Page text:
In the grand tradition of sequences, I'm going to jot this down real quick because it's required for the next argument I'm going to make.
Shalmanese's 3rd law is "Any sufficiently advanced wisdom is indistinguishable from bullshit". Shalmanese's first law is "As the length of any discussion involving the metric system approaches infinity, the likelihood approaches 1 of there being a reference to The Simpsons episode about 40 rods to the hogshead" so judge it by the company it keeps.
Imagine you got to travel back in time to meet yourself from 10 years ago and impart as much wisdom as possible on your past-self in 6 hours. You're bound by the Time Enforcement Committee not to reveal that you are the future-self of your past-self and it never occurs to your past-self that this ugly thing in front of them could ever be you. As far as the past-self is concerned, it's just a moderately interesting person they're having a conversation with.
There would be 3 broad sets that your discussions would fall in: Beliefs that you both mutually agree on, Beliefs that you are able to convince your past-self through reason and Beliefs which make the past-self regard your future-self as being actively stupid for holding. It's this third category which I'm going to term Advanced Wisdom.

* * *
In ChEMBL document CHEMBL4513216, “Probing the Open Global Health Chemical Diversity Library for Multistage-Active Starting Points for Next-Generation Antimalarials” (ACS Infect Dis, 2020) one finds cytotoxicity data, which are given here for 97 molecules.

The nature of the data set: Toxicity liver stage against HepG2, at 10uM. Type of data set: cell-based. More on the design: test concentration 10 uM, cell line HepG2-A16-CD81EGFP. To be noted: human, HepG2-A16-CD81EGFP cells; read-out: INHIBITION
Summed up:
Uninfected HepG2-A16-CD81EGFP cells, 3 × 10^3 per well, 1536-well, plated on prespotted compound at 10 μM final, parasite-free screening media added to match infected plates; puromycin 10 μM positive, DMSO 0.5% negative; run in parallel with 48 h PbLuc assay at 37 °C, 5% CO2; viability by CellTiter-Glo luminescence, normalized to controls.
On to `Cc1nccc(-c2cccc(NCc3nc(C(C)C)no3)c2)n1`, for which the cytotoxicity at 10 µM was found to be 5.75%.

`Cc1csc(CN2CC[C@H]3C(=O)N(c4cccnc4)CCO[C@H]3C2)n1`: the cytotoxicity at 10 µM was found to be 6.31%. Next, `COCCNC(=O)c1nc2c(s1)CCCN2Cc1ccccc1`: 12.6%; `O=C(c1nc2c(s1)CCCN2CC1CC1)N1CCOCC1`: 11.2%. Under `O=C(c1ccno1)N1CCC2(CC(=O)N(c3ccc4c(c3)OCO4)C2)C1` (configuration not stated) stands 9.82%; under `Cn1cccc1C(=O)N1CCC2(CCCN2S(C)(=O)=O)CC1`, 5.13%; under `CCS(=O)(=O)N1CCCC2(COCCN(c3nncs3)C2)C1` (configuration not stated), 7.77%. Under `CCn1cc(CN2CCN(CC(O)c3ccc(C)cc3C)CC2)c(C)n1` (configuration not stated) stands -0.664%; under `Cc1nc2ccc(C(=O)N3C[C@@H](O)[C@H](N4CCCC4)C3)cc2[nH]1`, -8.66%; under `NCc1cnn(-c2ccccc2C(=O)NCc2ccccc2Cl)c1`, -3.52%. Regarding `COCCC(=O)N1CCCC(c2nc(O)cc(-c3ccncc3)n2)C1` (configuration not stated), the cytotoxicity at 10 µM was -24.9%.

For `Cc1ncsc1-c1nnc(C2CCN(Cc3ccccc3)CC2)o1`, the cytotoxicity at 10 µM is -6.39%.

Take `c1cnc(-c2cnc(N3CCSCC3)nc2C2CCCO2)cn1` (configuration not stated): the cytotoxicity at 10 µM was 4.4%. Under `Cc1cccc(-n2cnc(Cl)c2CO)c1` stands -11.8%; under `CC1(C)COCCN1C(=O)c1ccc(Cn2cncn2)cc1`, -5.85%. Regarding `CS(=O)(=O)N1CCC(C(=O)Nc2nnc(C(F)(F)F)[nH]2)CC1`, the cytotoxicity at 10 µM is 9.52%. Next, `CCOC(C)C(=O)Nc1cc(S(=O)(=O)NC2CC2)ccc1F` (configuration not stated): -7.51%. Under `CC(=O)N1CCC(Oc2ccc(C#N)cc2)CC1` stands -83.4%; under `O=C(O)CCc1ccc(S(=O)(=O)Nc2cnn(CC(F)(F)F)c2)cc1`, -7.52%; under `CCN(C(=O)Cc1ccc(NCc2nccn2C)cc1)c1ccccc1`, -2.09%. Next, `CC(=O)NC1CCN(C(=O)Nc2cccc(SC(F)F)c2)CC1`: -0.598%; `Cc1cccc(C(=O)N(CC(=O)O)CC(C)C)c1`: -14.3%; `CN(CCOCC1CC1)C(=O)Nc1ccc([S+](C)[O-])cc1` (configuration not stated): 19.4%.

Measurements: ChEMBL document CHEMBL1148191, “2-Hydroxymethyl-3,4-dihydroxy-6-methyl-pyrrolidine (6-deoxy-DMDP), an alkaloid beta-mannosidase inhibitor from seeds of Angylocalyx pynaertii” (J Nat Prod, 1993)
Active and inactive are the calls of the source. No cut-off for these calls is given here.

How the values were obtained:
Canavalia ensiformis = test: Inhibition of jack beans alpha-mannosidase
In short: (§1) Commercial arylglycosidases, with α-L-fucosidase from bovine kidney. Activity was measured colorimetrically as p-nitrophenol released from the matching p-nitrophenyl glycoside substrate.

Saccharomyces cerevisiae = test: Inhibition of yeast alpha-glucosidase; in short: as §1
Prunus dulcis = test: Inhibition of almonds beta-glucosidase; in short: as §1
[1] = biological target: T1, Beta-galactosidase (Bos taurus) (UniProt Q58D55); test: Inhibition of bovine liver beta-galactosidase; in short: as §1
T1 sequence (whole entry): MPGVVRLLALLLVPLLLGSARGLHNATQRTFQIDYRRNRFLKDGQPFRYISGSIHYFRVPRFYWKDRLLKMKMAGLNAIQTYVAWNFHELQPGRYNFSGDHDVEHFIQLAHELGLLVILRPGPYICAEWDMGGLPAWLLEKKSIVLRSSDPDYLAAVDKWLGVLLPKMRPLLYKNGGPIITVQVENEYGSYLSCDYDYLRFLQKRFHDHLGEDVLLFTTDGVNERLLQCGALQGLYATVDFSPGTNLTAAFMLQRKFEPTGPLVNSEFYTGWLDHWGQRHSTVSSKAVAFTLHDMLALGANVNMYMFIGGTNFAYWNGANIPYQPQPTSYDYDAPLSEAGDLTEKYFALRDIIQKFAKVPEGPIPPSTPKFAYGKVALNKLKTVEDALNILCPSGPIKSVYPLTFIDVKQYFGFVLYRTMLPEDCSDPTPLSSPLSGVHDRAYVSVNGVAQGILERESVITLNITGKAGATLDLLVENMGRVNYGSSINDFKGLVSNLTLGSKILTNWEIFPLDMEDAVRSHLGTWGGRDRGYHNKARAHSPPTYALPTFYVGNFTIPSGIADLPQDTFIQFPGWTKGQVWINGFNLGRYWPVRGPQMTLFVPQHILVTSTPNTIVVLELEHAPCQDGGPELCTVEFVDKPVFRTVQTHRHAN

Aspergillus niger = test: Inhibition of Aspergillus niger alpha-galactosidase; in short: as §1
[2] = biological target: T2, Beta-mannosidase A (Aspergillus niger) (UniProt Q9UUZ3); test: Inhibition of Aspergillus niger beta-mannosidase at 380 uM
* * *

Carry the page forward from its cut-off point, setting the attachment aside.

For everybody, those beliefs are going to be specific to the individual. Maybe you used to be devoutly religious and now you're staunchly atheist. Perhaps you were once radically marxist and now you're a staunch libertarian. For me, it was the wisdom of the advice to "be yourself". I have no doubt that I would get precisely nowhere convincing my past-self that "be yourself" is a piece of wisdom. Anything I could ever possibly say to him, he had already heard many times before and convinced himself was utter bullshit. If even my actual self couldn't convince myself of something, what hope is there that any rational argument could have penetrated?
If I were to have my future-self visit my present-self now, I would have no doubt that he would also present me with some pieces of advanced wisdom I thought were bullshit. The problem is, sufficiently advanced wisdom is indistinguishable from bullshit. There is no possible test that can separate the two. You might be told something is advanced wisdom and keep the openest mind possible about it and investigate it in all the various ways and perhaps even be convinced by it and maybe it was actual wisdom you were convinced by. Then again, you could just have been convinced by bullshit. As a result, advanced wisdom, as a concept, is completely, frustratingly useless in an argument. If you're on the arguer's side, you know that the assertion of advanced wisdom is going to be taken as just more bullshit, if you're on the arguee's side, any assertion of advanced wisdom looks like the mistaken rambling of a deluded fool.
The one positive thing this law has lead me to is a much higher tolerance for bullshit. I'm no longer so quick to dismiss ideas which, to me, seem obvious bullshit.